What do you do when the roads in your city have reached the breaking point? Small-capacity motorcycles and scooters swarm every which way while cars simply sit still. Little attention is paid to traffic signals, safety gear, lanes or even the direction of traffic. In Manila and Quezon City, the answer might be dedicated motorcycle lanes intended to separate two-wheeled and four-wheeled traffic, increasing safety and speeding traffic. The Philippines is trialing two such lanes on its busiest thoroughfares and our man in Manilla is there to report.

Photos: Frank Schuengel

“The ‘blue’ lane is for motorbikes only and they have to use it,” explains Frank Schuengel. “Failing to do so is a 500 Pesos fine now, which is about $10 and a painful amount for the average worker here, so from what we could see they all stuck to it although not many cops about as it's weekend (they're a little 9-5 here). Cars have to stay off it as well or it's fine time.”

“At the moment, bike lanes have been established on two of the biggest through-roads here, Commonwealth Avenue in Quezon City and Macapagal Boulevard in southern Metro Manila. The attached pics are Macapagal Boulevard and it may look a bit empty on a saturday, it's one of the biggest roads here and packed during the week, so makes sense to introduce that scheme. Lanes on more roads seem to be in the pipeline.”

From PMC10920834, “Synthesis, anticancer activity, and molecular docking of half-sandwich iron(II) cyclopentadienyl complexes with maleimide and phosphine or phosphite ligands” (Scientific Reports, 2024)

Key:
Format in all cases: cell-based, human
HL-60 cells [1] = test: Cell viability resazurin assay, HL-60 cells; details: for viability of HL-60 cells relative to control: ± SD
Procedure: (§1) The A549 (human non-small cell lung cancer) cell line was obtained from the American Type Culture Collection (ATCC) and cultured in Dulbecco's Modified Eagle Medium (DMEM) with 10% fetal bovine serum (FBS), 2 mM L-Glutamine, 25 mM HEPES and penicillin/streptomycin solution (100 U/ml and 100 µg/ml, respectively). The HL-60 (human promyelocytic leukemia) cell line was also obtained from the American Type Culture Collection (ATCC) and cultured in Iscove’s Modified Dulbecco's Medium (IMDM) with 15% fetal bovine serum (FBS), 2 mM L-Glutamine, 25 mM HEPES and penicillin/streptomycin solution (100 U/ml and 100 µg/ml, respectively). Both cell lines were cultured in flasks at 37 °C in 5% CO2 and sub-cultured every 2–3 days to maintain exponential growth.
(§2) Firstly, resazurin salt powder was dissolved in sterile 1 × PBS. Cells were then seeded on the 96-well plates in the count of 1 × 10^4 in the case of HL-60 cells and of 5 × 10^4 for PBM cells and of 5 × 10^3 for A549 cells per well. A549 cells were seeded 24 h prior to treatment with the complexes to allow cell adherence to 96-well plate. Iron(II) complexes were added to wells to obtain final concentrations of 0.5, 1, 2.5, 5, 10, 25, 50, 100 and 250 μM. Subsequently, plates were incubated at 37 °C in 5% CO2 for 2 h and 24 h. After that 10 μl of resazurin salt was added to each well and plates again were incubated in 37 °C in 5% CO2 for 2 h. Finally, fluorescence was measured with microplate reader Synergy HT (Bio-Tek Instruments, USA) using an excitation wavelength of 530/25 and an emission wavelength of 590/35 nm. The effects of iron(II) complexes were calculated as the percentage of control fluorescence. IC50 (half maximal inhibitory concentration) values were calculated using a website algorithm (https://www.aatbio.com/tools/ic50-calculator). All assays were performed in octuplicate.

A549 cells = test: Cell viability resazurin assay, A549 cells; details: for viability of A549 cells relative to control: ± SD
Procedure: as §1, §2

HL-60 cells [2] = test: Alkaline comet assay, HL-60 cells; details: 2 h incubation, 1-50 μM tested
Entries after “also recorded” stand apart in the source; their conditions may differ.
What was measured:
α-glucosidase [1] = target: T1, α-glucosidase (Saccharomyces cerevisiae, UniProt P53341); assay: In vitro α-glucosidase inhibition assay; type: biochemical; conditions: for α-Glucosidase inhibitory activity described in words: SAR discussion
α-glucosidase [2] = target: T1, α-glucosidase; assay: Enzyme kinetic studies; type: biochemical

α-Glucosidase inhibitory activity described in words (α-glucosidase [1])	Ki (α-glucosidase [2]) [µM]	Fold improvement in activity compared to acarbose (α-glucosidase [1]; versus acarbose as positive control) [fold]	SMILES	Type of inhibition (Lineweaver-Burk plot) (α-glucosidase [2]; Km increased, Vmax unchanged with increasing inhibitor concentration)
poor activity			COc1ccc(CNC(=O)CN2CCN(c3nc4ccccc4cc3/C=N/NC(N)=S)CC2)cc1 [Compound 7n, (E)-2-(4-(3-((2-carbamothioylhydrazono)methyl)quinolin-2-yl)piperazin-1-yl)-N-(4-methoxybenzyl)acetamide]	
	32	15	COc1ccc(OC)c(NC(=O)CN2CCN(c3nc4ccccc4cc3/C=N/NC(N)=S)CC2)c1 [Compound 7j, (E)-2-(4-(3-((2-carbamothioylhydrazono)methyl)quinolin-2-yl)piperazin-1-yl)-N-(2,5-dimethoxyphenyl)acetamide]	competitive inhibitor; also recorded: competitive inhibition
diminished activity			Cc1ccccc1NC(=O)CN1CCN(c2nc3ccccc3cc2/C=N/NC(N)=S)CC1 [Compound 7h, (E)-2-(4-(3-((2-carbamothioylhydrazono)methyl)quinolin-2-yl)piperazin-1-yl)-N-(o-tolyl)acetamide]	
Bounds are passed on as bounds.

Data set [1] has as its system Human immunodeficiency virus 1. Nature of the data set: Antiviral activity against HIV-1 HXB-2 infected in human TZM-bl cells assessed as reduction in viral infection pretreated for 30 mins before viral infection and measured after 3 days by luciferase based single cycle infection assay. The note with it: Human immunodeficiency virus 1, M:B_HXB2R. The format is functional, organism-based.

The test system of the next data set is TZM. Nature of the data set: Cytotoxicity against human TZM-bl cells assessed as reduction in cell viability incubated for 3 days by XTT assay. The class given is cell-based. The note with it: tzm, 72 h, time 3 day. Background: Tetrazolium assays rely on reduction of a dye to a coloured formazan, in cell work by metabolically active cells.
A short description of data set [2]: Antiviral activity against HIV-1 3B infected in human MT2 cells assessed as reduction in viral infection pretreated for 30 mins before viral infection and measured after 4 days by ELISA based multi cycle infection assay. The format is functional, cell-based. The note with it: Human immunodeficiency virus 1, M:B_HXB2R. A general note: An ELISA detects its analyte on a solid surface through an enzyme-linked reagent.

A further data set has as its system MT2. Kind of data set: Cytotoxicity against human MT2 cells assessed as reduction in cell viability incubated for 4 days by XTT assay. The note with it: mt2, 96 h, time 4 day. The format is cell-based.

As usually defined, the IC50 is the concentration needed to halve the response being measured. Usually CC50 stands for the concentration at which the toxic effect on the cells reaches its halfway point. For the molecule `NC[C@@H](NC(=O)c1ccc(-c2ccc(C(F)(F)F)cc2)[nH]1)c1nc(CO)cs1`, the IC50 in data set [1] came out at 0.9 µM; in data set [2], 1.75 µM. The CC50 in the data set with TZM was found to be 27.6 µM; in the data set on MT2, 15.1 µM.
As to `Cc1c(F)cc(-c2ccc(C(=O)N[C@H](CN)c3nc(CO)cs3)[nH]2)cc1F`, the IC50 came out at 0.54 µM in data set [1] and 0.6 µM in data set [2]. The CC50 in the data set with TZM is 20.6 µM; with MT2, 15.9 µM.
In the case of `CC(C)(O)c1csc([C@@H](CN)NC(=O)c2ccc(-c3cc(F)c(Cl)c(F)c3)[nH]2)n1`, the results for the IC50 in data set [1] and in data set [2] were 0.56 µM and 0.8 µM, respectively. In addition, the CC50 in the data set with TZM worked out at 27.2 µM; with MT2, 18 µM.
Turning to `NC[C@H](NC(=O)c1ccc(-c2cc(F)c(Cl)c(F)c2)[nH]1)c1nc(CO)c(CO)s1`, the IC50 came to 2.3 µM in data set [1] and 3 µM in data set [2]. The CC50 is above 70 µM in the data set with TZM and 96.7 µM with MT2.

“Traffic generally is simply mental — bikes squeezing through wherever there's space, no-one giving a shit about rules and cops generally don't care unless they're short off money and need to collect some more bribes, sorry, fines. From what I could tell, though, it's being welcomed by drivers and riders alike - loads of crashes here every day and anything to reduce the madness slightly is seen as a good thing, although the critics seem to think it's just another way to extract money from motorists - especially with the gleaming reputation for honesty that cops have here.”

ABS-CBN News reports an additional benefit. In a country where assassinations are often carried about by gunmen riding two-up, the lanes make it easier to spot suspicious, two-guys-on-a-bike types. Last year, there were 1,565 killings carried out by two-up riders, in 2011 there’s already been 1,700.

As Frank suggests though, the main crimes being prosecuted appear to be simply traffic violations. During the first three hours of Blue Lanes alone, 178 riders were stopped and fined for violations including not wearing a helmet, reckless riding and swerving through traffic.

comments powered by Disqus